From Islamabad to Canberra, countries across the Asia-Pacific region have lately engaged in a variety of alliance-strengthening activities. This past couple of weeks, Pakistan and China have engaged in joint war games, with mock raids against militant profile targets composed of paratrooper exercises, helicopter skirmish simulations and a weather-aborted fighter assault. Elsewhere, the United States has been involved in numerous partnership building ventures, including a frantic attempt to address a recent drone raid against Pakistani military units and the emergence of terms for the stationing of thousands of U.S. Marines in Darwin, Australia.
But these partnerships raise some interesting questions. As I’ve noted before, China is moving closer to Pakistan. While the two countries don’t share any particular ideological similarities, they benefit from an amicable relationship that could lead to a more balanced continental power dynamic with a rising India. Industrial cooperation and joint government projects are booming, with the rapid collaborative development of everything from nuclear reactors to fighter jets linking the two countries and providing for a future in which friendly Beijing-Islamabad relations will require Indian policy strategists to be considerably more restrained in any conflict scenario calculations.
Meanwhile, the United States is in the business not just of building new relationships, but also of nurturing existing ones. Japan, Australia and the Philippines, longtime allies of the United States that strategically cooperate to maintain a peaceful and stable Asia-Pacific region, benefit from the presence of U.S. military assets and industrial relationships for defense procurement. However, the nuanced setup of America’s formal cooperative relationships lack the tactical depth that many policymakers desire.
Though the U.S. military presence in East Asia and the Pacific is aimed at maintaining the capacity to respond to any crises that threaten regional security, it largely exists as a complimentary addendum to the military capabilities of states in the neighborhood. In other words, the United States presence is part trip wire, part entry mechanism, acting as both a security hedge and a means for securing a beachhead of operability in conflict situations.
For example, although the U.S. military maintains a forward-stationed carrier group at Yokosuka, technological differences and the legislative restraints of Japan’s war renouncing post-war Constitution mean that indigenous fixed-wing aircraft would be unable to fly off of U.S. Navy vessels in an emergency. Considering the expansion of ballistic and aerial strike capabilities in China and elsewhere, this reduces the flexibility to respond in the wake of a conventional first strike, heightens the operational vulnerabilities of Japan’s Self-Defense Forces, and forces the U.S. to act unilaterally in the defense of Japan.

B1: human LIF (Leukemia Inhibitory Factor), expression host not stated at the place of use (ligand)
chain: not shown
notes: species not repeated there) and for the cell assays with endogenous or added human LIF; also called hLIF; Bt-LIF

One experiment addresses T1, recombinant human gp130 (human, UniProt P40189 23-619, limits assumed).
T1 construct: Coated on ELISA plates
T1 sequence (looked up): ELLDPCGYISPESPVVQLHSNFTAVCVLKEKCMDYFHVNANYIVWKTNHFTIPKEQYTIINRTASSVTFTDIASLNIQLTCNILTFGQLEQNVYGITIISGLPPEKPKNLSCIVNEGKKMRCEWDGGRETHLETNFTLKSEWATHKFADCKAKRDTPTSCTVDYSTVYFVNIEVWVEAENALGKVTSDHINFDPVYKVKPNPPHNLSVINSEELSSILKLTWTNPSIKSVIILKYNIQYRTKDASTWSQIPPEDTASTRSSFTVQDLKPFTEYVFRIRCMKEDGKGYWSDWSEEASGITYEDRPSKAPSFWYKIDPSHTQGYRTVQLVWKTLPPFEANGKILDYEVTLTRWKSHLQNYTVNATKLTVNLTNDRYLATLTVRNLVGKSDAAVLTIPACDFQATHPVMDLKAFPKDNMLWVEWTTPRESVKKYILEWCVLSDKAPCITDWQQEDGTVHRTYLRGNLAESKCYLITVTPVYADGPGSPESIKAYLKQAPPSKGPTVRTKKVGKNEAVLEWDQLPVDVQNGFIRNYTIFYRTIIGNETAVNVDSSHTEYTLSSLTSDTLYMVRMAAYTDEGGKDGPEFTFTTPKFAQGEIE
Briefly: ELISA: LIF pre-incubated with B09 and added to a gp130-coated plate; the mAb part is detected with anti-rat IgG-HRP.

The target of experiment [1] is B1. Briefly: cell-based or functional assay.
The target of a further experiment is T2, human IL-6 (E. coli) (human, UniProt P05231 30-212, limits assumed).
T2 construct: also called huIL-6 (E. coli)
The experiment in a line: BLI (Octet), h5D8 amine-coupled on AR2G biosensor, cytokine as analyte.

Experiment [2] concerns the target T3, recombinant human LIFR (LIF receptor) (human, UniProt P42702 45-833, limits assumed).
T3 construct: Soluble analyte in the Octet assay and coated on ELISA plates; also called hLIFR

So, could the effectiveness of the United States’ Asia-Pacific partnerships be boosted by renewed focus on joint military-industrial ventures, particularly as countries like Pakistan and China already seem to be heading this way? After all, from ballistic missile proliferation to the growth of new naval forces, there are clear threats to regional security that may require a coordinated response in the future.
The United States is just one of several options for defense procurement even for traditional allies like Japan and South Korea. Both of these countries are currently entertaining competitive bids for contracts on new fighters, and, while the products of companies like Boeing and Lockheed Martin are certainly strong candidates, contenders include planes from European consortiums and Russian enterprises.
So what could be the advantages of an American package deal? The use of U.S. hardware and integration with U.S. systems means quickly scalable capabilities in conflict scenarios. In peacetime, compatible systems for air combat units, naval platforms and anti-submarine/ballistic missile defense forces would mean that multilateral training programs and war games will be more effective. Similarly, common force structures would lead to reduced costs in terms of military production and deployment, particularly for the United States. In keeping of spirit of Adm. Mike Mullen’s 1,000-ship multilateral navy concept, forward deployed units could make use of bilateral joint-use agreements. Such interoperability could reduce the costs of maintaining an active regional presence for the United States by increasing the productive outflow of U.S. defense companies and through the sharing of some operational costs, as well as by improving the preparedness of regional partners through joint responsibility for maintaining force capabilities.
What will the future of security cooperation in East Asia and the Pacific look like? While the United States is clearly pushing hard to maintain the capabilities of its long-term partnerships in the Asia-Pacific region, it’s clear Washington’s influence over the details of defense establishments has waned since its days of a unilateral say in procurement matters. And, since it’s likely that the dramatic rise of China’s military will continue even as Western defense establishments need to be austere, it’s in the best interests of the United States to be pushing the idea of a grand package defense deal, something that would reduce costs, maintain a peaceably small footprint and yet improve the region’s balance of capabilities.
Christopher Whyte is a Washington DC area analyst and graduate student in Political Science in International Relations at George Mason University, Virginia.